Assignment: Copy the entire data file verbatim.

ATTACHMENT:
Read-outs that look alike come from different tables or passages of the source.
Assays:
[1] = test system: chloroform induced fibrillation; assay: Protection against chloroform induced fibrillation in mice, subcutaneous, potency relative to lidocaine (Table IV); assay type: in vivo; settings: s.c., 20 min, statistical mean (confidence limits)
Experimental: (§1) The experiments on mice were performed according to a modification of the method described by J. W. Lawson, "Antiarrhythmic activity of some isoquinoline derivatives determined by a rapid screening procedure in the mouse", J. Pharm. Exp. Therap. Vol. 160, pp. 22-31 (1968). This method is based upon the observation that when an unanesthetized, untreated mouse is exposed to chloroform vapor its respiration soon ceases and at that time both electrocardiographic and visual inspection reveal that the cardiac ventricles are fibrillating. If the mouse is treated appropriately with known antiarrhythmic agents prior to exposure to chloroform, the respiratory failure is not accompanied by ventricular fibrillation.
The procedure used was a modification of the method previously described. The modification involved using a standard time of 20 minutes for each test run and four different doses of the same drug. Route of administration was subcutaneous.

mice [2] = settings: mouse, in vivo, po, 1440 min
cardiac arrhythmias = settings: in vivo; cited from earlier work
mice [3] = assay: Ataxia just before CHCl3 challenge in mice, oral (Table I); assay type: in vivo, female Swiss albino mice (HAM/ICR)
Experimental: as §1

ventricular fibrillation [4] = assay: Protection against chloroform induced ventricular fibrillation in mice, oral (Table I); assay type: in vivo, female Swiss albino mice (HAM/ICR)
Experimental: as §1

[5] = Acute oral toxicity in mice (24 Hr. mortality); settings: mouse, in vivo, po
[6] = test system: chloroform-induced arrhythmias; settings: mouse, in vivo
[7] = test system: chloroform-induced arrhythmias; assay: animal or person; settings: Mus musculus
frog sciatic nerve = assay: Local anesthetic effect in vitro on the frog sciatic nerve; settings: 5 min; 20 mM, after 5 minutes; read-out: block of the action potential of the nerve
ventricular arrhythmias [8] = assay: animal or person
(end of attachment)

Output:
Read-outs that look alike come from different tables or passages of the source.
Assays:
[1] = test system: chloroform induced fibrillation; assay: Protection against chloroform induced fibrillation in mice, subcutaneous, potency relative to lidocaine (Table IV); assay type: in vivo; settings: s.c., 20 min, statistical mean (confidence limits)
Experimental: (§1) The experiments on mice were performed according to a modification of the method described by J. W. Lawson, "Antiarrhythmic activity of some isoquinoline derivatives determined by a rapid screening procedure in the mouse", J. Pharm. Exp. Therap. Vol. 160, pp. 22-31 (1968). This method is based upon the observation that when an unanesthetized, untreated mouse is exposed to chloroform vapor its respiration soon ceases and at that time both electrocardiographic and visual inspection reveal that the cardiac ventricles are fibrillating. If the mouse is treated appropriately with known antiarrhythmic agents prior to exposure to chloroform, the respiratory failure is not accompanied by ventricular fibrillation.
The procedure used was a modification of the method previously described. The modification involved using a standard time of 20 minutes for each test run and four different doses of the same drug. Route of administration was subcutaneous.

mice [2] = settings: mouse, in vivo, po, 1440 min
cardiac arrhythmias = settings: in vivo; cited from earlier work
mice [3] = assay: Ataxia just before CHCl3 challenge in mice, oral (Table I); assay type: in vivo, female Swiss albino mice (HAM/ICR)
Experimental: as §1

ventricular fibrillation [4] = assay: Protection against chloroform induced ventricular fibrillation in mice, oral (Table I); assay type: in vivo, female Swiss albino mice (HAM/ICR)
Experimental: as §1

[5] = Acute oral toxicity in mice (24 Hr. mortality); settings: mouse, in vivo, po
[6] = test system: chloroform-induced arrhythmias; settings: mouse, in vivo
[7] = test system: chloroform-induced arrhythmias; assay: animal or person; settings: Mus musculus
frog sciatic nerve = assay: Local anesthetic effect in vitro on the frog sciatic nerve; settings: 5 min; 20 mM, after 5 minutes; read-out: block of the action potential of the nerve
ventricular arrhythmias [8] = assay: animal or person